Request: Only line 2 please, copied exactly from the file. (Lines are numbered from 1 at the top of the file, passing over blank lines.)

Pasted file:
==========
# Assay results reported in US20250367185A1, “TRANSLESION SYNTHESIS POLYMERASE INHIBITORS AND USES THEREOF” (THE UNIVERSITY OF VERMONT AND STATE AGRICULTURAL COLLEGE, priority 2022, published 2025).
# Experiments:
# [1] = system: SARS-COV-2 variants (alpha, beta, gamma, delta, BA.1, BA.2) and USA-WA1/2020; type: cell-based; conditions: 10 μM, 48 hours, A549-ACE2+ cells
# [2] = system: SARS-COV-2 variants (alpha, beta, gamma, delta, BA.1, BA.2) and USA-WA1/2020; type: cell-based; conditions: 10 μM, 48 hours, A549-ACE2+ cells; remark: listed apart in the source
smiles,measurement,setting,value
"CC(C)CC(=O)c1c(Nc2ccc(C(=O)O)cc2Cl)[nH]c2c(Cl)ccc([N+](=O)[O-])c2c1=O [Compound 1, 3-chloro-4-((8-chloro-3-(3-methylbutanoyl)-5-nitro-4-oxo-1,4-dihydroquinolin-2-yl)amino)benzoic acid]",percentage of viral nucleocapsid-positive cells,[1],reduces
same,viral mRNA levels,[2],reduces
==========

# Experiments: